Survey’s sewer assumption wrong path for Westport

Survey’s sewer assumption wrong path for Westport


To the editor:

The recent Westport Master Plan Update survey, distributed to all taxpayers, is quite an eye-opener. It appears to be making the assumption that the majority of people in Westport want to see growth and development come to our town.  The questions relating to growth and development, and in particular, the questions concerning the “need” for municipal water and sewer infrastructure are slanted toward making people think this infrastructure will be a necessity.

What makes the current Planning Board members think that growth and development requiring municipal water or sewer resources is needed in Westport? Westport is, by its very nature, a rural, pastoral and agricultural community; a scenic rare gem in Southeastern Massachusetts.  Most people who move and live here do so because of these very qualities.

Westport does not need municipal water or sewer, and if this does occur, it opens up a Pandora’s box that cannot be shut.  Once farms are subdivided and sold, once green space and forests are lost, there is no going back.  Westport is surrounded by developed communities; if people want to see what happens when growth occurs, one only needs to look at our neighboring Massachusetts communities, or look across Buzzards Bay to Cape Cod.  Is this what we want?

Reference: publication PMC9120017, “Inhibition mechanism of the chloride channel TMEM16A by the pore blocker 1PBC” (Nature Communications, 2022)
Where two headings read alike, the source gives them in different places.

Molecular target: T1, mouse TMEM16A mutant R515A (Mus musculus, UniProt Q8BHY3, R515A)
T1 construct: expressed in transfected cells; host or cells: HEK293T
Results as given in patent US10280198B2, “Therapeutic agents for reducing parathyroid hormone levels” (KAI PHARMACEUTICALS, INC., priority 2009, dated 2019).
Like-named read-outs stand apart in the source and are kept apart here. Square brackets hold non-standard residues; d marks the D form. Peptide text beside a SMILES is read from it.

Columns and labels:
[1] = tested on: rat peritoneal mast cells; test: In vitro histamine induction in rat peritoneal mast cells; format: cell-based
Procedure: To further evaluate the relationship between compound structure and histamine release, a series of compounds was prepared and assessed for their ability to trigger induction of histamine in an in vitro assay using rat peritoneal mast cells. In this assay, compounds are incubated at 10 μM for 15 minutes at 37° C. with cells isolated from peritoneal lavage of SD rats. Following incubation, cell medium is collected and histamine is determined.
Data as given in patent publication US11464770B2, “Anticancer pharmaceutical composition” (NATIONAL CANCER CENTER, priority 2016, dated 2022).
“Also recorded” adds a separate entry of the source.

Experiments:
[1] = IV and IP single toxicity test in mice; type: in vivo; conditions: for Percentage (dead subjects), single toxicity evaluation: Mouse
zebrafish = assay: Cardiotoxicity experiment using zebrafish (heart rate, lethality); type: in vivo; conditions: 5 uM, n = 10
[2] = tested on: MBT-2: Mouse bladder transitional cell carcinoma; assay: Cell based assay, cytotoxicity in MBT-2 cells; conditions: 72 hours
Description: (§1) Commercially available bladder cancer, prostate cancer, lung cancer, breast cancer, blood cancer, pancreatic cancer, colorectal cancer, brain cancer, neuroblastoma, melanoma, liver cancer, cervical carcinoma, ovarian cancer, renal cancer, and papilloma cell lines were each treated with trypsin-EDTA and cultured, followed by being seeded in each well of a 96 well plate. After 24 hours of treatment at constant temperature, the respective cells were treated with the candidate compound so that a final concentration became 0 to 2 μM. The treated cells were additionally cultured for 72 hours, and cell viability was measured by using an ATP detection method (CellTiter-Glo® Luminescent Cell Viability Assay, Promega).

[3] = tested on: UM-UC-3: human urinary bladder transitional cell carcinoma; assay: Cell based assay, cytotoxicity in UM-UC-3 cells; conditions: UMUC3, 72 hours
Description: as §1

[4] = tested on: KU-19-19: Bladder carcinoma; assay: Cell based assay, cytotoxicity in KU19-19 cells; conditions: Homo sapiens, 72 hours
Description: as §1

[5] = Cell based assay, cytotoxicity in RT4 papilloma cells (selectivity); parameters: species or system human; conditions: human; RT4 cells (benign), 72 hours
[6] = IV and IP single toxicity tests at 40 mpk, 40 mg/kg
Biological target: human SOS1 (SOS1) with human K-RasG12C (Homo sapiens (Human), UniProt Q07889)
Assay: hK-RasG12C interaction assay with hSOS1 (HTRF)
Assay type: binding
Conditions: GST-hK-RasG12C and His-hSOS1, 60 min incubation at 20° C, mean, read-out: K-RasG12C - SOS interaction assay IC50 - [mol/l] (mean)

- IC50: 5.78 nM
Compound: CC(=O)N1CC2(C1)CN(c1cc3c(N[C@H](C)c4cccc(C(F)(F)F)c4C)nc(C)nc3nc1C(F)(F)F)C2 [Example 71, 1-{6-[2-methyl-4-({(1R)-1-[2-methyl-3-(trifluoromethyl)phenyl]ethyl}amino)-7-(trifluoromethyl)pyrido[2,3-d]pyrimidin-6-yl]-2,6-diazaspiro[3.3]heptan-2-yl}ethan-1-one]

The Cape has virtually become loved to death by the influx of people, growth and development.  Ironically, those drawn to living on the Cape loved its inherent qualities, but only until they moved there.  Newcomers then sought to change the very nature of what attracted them in the first place, desiring the amenities of whatever ‘big city’ or its suburb they moved from.

Very few places still reflect the charm and grace of the past Cape Cod.  Beautiful classic Cape homes are razed and the McMansions built to replace them loom lot line to lot line.  Farms and fields have been destroyed by development, wildlife habitat is disappearing, and the quality of life has been changed forever.  Is this what we want to see Westport become?

I think not.  I believe that Westport should continue to be proud of its rural nature and be proud of the fact that Westport is special and different from other places.  It is what draws us here, keeps us here and it is a place that others seek for its scenic beauty, and undeveloped character.

Bill Burns